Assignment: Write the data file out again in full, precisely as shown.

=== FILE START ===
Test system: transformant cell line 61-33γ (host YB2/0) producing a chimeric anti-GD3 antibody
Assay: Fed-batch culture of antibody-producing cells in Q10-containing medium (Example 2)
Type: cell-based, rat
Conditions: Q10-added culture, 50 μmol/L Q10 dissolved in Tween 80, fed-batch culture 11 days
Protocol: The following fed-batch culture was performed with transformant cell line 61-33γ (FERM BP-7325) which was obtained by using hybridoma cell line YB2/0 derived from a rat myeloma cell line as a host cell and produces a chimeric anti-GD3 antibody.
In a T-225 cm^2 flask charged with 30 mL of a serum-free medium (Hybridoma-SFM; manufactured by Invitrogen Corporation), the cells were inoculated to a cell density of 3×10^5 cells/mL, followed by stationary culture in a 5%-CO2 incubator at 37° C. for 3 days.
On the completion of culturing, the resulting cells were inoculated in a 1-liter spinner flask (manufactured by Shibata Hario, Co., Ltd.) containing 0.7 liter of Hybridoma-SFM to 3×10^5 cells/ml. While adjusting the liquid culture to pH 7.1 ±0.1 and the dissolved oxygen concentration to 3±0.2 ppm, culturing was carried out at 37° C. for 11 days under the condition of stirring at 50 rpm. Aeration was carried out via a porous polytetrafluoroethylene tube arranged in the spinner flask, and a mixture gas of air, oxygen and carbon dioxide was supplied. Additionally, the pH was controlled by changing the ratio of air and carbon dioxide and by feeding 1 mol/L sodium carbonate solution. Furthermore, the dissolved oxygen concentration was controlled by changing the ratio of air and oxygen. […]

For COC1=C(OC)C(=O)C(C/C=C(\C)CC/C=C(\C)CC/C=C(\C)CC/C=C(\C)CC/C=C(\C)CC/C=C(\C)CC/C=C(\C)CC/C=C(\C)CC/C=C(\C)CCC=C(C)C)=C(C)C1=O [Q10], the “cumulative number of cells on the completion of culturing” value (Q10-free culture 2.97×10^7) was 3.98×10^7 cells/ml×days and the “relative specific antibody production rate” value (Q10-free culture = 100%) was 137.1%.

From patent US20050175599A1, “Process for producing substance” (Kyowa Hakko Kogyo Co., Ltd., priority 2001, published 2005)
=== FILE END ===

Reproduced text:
Test system: transformant cell line 61-33γ (host YB2/0) producing a chimeric anti-GD3 antibody
Assay: Fed-batch culture of antibody-producing cells in Q10-containing medium (Example 2)
Type: cell-based, rat
Conditions: Q10-added culture, 50 μmol/L Q10 dissolved in Tween 80, fed-batch culture 11 days
Protocol: The following fed-batch culture was performed with transformant cell line 61-33γ (FERM BP-7325) which was obtained by using hybridoma cell line YB2/0 derived from a rat myeloma cell line as a host cell and produces a chimeric anti-GD3 antibody.
In a T-225 cm^2 flask charged with 30 mL of a serum-free medium (Hybridoma-SFM; manufactured by Invitrogen Corporation), the cells were inoculated to a cell density of 3×10^5 cells/mL, followed by stationary culture in a 5%-CO2 incubator at 37° C. for 3 days.
On the completion of culturing, the resulting cells were inoculated in a 1-liter spinner flask (manufactured by Shibata Hario, Co., Ltd.) containing 0.7 liter of Hybridoma-SFM to 3×10^5 cells/ml. While adjusting the liquid culture to pH 7.1 ±0.1 and the dissolved oxygen concentration to 3±0.2 ppm, culturing was carried out at 37° C. for 11 days under the condition of stirring at 50 rpm. Aeration was carried out via a porous polytetrafluoroethylene tube arranged in the spinner flask, and a mixture gas of air, oxygen and carbon dioxide was supplied. Additionally, the pH was controlled by changing the ratio of air and carbon dioxide and by feeding 1 mol/L sodium carbonate solution. Furthermore, the dissolved oxygen concentration was controlled by changing the ratio of air and oxygen. […]

For COC1=C(OC)C(=O)C(C/C=C(\C)CC/C=C(\C)CC/C=C(\C)CC/C=C(\C)CC/C=C(\C)CC/C=C(\C)CC/C=C(\C)CC/C=C(\C)CC/C=C(\C)CCC=C(C)C)=C(C)C1=O [Q10], the “cumulative number of cells on the completion of culturing” value (Q10-free culture 2.97×10^7) was 3.98×10^7 cells/ml×days and the “relative specific antibody production rate” value (Q10-free culture = 100%) was 137.1%.

From patent US20050175599A1, “Process for producing substance” (Kyowa Hakko Kogyo Co., Ltd., priority 2001, published 2005)